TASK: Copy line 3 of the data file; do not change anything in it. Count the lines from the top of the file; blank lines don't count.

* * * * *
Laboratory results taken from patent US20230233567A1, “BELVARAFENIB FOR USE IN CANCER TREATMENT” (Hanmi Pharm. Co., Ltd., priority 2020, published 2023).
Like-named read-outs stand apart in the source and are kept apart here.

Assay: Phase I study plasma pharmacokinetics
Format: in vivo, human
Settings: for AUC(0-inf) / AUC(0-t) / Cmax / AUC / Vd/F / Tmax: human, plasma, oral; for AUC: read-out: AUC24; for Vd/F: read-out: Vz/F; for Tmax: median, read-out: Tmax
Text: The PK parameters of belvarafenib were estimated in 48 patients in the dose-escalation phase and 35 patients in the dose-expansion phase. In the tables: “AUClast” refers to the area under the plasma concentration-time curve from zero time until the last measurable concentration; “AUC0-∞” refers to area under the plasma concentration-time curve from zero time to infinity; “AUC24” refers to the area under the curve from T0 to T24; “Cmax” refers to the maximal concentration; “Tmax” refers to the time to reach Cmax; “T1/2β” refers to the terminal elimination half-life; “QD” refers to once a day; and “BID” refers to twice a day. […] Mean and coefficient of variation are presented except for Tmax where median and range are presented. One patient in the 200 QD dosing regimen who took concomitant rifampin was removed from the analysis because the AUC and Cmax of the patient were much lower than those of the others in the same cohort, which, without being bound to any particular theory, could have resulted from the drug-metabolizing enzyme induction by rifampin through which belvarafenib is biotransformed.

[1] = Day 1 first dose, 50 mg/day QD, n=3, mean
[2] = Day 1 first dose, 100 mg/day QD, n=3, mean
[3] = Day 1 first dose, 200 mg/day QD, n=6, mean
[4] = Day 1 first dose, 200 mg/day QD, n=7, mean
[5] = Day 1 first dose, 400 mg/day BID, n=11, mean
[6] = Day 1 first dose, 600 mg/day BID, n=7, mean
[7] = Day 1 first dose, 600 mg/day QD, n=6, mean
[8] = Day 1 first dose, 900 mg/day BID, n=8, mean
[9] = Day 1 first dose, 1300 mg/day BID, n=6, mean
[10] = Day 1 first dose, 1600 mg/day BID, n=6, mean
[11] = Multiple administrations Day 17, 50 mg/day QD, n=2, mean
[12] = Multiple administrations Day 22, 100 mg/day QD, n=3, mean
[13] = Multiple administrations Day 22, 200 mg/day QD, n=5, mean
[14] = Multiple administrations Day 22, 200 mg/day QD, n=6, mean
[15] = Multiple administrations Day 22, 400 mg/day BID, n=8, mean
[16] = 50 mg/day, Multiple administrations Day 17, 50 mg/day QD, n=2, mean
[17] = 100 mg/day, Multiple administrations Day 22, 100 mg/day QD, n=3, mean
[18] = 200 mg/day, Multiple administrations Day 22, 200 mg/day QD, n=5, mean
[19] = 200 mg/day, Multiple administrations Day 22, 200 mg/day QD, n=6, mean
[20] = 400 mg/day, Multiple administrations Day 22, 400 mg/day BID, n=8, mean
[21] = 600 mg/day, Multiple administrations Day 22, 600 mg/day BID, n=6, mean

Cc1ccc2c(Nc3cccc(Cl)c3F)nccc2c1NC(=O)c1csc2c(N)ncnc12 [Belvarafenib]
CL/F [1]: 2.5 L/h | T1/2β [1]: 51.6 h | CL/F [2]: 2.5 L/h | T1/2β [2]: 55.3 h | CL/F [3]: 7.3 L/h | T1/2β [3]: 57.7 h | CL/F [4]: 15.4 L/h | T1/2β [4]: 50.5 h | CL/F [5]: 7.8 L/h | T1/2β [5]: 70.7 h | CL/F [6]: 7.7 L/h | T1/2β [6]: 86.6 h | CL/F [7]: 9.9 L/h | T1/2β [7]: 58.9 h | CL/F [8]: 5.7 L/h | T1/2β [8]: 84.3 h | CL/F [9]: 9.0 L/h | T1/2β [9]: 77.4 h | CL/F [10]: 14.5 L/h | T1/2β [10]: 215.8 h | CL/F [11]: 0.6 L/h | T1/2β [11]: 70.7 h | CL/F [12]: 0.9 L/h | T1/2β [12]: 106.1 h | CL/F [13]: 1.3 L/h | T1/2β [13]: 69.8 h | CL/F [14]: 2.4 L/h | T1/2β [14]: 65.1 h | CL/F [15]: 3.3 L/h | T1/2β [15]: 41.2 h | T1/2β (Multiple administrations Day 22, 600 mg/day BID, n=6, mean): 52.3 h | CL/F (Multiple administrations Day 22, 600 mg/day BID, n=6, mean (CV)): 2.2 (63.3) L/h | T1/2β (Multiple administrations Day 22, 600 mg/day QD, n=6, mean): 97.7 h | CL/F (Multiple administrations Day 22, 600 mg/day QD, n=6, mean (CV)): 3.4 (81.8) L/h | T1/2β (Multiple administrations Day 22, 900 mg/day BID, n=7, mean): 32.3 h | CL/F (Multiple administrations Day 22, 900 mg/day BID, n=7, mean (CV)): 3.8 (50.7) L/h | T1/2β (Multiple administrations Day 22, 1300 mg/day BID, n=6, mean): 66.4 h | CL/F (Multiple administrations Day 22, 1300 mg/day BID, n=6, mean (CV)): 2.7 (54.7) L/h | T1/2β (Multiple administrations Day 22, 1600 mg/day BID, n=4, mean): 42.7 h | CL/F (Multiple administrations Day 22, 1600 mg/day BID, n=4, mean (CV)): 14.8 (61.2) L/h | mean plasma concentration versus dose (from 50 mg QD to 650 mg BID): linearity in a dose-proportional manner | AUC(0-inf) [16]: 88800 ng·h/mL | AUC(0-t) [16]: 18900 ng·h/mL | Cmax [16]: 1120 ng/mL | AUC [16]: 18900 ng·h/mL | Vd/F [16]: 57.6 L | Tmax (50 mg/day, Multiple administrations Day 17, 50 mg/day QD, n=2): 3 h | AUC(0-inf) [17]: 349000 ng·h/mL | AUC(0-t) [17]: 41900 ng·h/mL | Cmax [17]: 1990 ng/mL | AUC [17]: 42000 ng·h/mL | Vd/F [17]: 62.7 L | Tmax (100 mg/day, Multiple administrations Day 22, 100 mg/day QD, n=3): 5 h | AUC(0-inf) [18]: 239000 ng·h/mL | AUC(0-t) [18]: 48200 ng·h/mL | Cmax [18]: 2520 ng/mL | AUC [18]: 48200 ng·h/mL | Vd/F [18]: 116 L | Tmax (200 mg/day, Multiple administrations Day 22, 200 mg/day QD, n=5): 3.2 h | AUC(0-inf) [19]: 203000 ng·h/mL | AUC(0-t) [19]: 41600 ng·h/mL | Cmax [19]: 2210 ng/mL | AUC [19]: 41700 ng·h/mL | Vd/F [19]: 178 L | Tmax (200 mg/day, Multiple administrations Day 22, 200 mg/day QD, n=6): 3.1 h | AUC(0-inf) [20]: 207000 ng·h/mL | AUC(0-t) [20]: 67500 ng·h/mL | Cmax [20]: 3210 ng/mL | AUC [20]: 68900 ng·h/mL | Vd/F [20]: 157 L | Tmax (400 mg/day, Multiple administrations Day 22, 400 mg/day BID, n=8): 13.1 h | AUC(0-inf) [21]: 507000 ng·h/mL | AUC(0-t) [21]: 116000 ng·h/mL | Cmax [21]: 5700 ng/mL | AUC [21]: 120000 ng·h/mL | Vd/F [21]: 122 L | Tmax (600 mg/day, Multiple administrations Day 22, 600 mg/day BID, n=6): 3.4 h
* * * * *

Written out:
Assay: Phase I study plasma pharmacokinetics